Tag Archives: Baby

Our Week With Milo (Oh, and Taylor Too)

Last week was a special one for Wendy and me. Our daughter, Taylor, and new grandson, Milo, came for a week while Clayton was in Africa working on a research project. It was awesome to get tons of cuddle time and to be able to help Taylor out as she continues the three-hour feed n’ sleep regimen. Thankfully the Winter Olympics were on pretty much 24/7 so we got to enjoy that. Even Milo got in on the act thanks to his mommy’s amazing graphic art skills. Milo even came with us on Sunday morning and listened to Papa give the message.

I’ll admit that Papa Tom got a wee bit “misty” from time to time as I rocked, walked, cuddled, and sang a few rusty lullabies from 25 years ago.

I’ve had a lot of grandparents give me a steady stream of cliches about being a grandparent:

  • “It’s the greatest thing ever!”
  • “It’s so much fun!”
  • “Being a grandparent is more fun than being a parent!”
  • “You get to spoil them and then send them home!”

Last week proved that it’s definitely all true.

The Honorable Badge of “Papa”

(Note to regular readers: It’s a crazy busy week and I’m taking a little hiatus from my chapter-a-day posts! You’re welcome to check out the archive and choose a favorite book, chapter, or simply grab something at random!)

A few years ago we were at the lake with our good friends, the VL family. My little buddy, Aaron, was only a couple of years old and he just naturally started calling me “Papa” in the course of natural conversation (this was their family nomenclature for “grandpa”). Aaron wasn’t doing this consciously. I was an old man with a lot of gray hair and the important old men he knew in his life were his grandfathers. His folks made a valiant attempt to correct him, but as he wasn’t doing it consciously I could tell that little Aaron didn’t understand what he was doing wrong. When he looked at me, he saw “Papa Tom.” I quietly cherished the moment, and pinned it to my soul as a badge of honor.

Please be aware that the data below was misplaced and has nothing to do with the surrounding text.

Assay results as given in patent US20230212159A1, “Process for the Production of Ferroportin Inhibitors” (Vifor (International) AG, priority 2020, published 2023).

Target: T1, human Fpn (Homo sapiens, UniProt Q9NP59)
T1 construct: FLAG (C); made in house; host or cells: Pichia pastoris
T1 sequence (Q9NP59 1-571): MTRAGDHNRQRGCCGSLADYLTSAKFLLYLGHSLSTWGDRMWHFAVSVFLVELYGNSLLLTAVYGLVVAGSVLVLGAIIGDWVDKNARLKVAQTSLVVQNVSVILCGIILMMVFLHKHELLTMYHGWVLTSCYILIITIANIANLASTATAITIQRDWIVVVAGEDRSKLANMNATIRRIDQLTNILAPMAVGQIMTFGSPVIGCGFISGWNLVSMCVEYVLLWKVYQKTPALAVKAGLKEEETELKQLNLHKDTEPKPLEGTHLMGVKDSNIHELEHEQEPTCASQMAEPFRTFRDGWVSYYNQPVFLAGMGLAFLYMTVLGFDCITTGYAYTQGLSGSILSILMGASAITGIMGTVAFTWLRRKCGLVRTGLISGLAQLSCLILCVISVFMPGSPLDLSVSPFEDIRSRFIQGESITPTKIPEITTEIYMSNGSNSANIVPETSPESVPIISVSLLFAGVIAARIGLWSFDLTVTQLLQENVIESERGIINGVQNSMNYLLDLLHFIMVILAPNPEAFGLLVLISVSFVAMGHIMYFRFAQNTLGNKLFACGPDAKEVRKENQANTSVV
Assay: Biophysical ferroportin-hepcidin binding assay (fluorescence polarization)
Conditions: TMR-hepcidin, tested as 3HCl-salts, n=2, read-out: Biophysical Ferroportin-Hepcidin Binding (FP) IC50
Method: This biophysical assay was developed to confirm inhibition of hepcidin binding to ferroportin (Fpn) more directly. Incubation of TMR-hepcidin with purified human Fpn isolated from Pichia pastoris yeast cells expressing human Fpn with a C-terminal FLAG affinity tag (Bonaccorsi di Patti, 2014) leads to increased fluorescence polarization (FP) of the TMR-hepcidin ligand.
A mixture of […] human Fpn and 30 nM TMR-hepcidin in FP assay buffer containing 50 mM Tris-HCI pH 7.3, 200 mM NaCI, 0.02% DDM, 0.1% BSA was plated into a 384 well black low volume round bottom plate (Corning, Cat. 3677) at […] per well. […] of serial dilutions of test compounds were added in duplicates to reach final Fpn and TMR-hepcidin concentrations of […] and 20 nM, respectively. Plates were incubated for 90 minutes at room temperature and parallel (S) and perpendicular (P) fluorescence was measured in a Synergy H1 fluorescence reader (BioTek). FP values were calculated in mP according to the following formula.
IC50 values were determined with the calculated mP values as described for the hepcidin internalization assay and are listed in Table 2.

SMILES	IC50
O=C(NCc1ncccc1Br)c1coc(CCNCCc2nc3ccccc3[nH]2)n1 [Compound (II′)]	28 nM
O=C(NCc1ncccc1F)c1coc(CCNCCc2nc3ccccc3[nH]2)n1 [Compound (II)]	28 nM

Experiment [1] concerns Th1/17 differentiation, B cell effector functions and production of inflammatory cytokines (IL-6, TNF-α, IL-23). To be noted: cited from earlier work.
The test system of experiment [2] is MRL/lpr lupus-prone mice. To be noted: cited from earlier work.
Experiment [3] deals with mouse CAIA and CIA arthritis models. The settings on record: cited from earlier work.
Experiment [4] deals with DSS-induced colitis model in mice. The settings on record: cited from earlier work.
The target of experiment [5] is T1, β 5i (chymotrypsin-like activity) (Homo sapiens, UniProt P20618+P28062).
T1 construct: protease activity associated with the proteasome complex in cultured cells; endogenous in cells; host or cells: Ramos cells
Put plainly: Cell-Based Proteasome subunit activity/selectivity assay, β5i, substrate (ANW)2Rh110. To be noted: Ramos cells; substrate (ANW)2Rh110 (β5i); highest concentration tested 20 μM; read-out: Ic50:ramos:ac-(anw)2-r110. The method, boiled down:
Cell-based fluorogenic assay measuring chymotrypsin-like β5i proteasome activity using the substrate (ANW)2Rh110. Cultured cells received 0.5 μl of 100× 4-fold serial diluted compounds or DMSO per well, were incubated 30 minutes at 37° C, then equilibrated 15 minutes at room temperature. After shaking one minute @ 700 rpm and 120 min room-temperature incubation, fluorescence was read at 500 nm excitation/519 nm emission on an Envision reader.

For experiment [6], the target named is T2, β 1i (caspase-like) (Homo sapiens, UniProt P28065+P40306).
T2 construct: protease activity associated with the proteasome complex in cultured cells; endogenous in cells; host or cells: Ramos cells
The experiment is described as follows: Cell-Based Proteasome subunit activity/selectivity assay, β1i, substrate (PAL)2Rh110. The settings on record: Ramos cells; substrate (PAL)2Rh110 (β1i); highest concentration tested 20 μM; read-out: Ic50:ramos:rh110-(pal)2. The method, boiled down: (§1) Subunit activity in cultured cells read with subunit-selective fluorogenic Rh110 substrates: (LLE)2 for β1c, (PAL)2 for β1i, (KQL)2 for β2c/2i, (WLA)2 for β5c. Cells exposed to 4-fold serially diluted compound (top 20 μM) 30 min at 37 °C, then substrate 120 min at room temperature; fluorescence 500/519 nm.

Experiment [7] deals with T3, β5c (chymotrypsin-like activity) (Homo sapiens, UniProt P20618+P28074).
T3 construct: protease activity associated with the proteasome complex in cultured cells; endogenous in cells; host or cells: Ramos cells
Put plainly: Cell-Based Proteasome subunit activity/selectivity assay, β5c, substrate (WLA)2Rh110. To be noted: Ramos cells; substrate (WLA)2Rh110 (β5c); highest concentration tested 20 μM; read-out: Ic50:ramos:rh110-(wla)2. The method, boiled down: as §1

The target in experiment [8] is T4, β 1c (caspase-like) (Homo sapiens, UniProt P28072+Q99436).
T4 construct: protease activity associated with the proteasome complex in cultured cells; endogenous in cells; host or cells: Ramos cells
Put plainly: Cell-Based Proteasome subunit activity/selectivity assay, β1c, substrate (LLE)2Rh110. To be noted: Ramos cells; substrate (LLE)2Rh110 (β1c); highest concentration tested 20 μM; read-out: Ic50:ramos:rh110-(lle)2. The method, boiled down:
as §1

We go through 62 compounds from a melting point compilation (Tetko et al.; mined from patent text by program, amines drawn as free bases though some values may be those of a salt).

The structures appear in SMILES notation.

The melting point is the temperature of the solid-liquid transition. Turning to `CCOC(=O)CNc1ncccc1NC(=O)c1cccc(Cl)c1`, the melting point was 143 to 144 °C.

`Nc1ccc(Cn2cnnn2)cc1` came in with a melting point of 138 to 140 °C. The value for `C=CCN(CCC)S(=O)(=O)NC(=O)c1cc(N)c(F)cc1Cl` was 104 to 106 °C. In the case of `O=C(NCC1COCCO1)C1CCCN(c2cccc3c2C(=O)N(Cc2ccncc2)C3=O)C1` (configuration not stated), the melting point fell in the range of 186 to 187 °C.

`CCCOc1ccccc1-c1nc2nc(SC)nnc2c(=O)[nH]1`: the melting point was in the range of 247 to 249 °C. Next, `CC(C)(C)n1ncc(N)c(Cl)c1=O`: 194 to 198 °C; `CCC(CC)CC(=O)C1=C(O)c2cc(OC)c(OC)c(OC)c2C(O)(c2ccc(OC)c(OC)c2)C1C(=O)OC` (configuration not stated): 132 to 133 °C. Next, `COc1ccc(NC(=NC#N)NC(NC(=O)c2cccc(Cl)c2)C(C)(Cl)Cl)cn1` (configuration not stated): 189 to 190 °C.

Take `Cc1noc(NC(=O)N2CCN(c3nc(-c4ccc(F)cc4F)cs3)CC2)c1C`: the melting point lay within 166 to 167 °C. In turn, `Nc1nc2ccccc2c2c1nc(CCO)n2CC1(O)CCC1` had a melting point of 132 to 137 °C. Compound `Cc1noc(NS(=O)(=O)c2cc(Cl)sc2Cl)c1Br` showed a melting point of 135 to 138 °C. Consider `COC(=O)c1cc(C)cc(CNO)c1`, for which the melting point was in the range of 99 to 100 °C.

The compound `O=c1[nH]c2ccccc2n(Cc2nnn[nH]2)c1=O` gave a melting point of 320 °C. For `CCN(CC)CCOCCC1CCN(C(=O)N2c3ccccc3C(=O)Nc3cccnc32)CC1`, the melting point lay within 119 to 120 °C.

This life journey courses with a certain natural flow and I long ago gave up trying to hurry it up or slow it down. It is what it is. Embrace the moment and keep pressing on. I confess that Aaron calling me “Papa” made me really look forward to the day when, God willing, I would get to pin that badge on for real. But, I’ve been content to wait for it to happen if/when it’s meant to happen.

Yesterday, it happened. Our daughter Taylor gave birth to Milo James and I am so excited to enter this new stretch of life’s journey as Grandpa, Papa, Gramps, Bampy, Opa, Geepa, PawPaw, or whatever crazy version of the word that little Milo might come up with. Looking forward to all the experiences ahead watching him embark on his own journey, and can’t wait to offer a little support, wisdom and lots of love along the way.

Life is good.

First Words to My Grandson

My dear grandson,

These are my first official words to you. The first of what I hope will be long and enjoyable correspondence between the two of us as you journey through this life.